From all of us at BASH Capital and from my family to yours, we wish you a happy New Year and hope you were able to close out 2022 with friends and family.

The beginning of a calendar year is often the time when the previous year’s reflections transition to a new year of hopes. Given the market’s continued instability during 2022 and a resulting tough period for stock and bond prices, everyone is hoping for a fresh start. And history gives us cause for optimism. While each new year brings its own unique circumstances–and having a well-balanced plan helps–more often than not, bad market years are followed by good ones.

Investors have been carefully dissecting Federal Reserve (Fed) officials’ words for decades and depending on the composition of the Federal Open Market Committee, its bark is often worse than its bite. But this time was different. One of the lessons learned in 2022 was to never underestimate our central bank’s resolve to squelch inflation.

Another corresponding teachable moment was never overestimate the speed of price declines. At the start of 2022, markets expected the upper bound of the fed funds rate to stay below 1%. The expectation was predicated on the view that inflation pressures would ease as global economies recalibrated to a post-pandemic environment. But inflation was stickier than anyone anticipated, and the inflation dynamics were further exacerbated by Russia’s invasion of Ukraine and COVID-19-related lockdowns in China.

As inflation accelerated in early 2022, especially housing prices, members of the FOMC started warning investors about the need for aggressive action to fight inflation. As shown here, policy response was as aggressive as policymakers’ speeches. Policy makers were more intent on tightening financial conditions than virtually anyone anticipated. Investors have never seen four consecutive 75 basis point (0.75%) rate increases by the FOMC since the Fed started explicitly targeting the fed funds rate to implement monetary policy.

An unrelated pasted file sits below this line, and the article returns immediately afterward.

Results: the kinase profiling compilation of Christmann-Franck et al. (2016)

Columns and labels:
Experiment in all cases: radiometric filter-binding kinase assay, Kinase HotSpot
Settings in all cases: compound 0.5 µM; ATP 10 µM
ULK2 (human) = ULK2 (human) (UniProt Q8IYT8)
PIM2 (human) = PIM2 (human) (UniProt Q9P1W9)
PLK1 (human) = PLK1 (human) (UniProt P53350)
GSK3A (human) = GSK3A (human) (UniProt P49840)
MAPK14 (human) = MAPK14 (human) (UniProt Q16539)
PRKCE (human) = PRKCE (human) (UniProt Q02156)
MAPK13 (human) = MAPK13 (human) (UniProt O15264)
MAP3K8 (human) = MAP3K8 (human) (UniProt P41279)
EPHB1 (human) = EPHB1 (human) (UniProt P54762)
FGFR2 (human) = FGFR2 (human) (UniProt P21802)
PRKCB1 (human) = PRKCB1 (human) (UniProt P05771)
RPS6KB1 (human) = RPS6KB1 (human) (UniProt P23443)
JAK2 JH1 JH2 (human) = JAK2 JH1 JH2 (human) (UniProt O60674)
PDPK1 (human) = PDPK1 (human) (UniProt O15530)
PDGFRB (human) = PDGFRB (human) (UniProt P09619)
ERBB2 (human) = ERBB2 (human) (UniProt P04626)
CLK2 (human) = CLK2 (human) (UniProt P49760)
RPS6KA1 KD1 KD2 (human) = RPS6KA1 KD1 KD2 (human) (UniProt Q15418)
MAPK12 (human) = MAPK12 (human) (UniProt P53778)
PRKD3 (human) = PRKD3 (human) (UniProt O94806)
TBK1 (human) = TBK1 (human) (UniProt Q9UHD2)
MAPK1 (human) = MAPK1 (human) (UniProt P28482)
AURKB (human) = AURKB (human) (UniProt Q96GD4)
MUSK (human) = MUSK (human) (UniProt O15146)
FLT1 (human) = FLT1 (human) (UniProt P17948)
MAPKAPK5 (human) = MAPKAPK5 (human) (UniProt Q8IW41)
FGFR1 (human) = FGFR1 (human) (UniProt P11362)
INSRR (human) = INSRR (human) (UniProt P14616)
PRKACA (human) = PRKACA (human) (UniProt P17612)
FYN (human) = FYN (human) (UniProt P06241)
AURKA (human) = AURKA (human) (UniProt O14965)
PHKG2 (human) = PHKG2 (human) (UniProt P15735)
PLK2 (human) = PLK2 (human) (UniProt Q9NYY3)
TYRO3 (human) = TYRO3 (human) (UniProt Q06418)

After underestimating the inflation surge last year, the Fed and markets may be erring on the other side this year. The forces now pushing down on inflation are getting stronger, which may keep interest rates down and stock valuations supported this year.  Optimism can also be viewed when looking at market reactions to the year after mid-term elections.

Since 1950, there have been 18 mid-term election years, and in each instance, the S&P 500 Index has been higher in the subsequent year. Not only have stocks been positive in those cases, but the Index has been higher by 14.7% on average. Stocks also typically perform well when two parties share power in Washington, D.C., and November’s election ushered in a Republican majority in the House, balancing the power once again.

Let’s look at all calendar years following negative S&P 500 Index returns.  The S&P 500 had back-to-back negative years four times since 1930. Those occasions occurred during the Great Depression, World War II, the 1970s, and the bubble years or early 2000s—periods perhaps more economically dismal than what we face today. So, while we cannot rely on history repeating itself, it does tend to rhyme which give us a reason for optimism.

We remain mindful that the coming year will not be without fundamental challenges. While falling, inflation remains high, and a mild U.S. recession is expected in 2023. Corporate profit growth is expected to be flat, and consumer spending growth should also slow. Meanwhile, deteriorating U.S. relations with China and the ongoing Russia-Ukraine conflict add risks for the economy and markets. But we believe these challenges are offset by still-strong consumer and corporate balance sheets and the likelihood that the Federal Reserve will stop hiking interest rates in the first half of 2023, which may help give stock prices a boost.

The volatile market in 2022 has lowered stock valuations relative to their earnings, suggesting many of the above concerns may have already been priced in. This leads us to believe that 2023 is unlikely to be a repeat of the year just passed. While it is always a good idea to have a plan for stormy weather, history tells us that the winds may be a bit more in our favor this year.

Please contact me if you have any questions. Stay Safe and Stay the Course.

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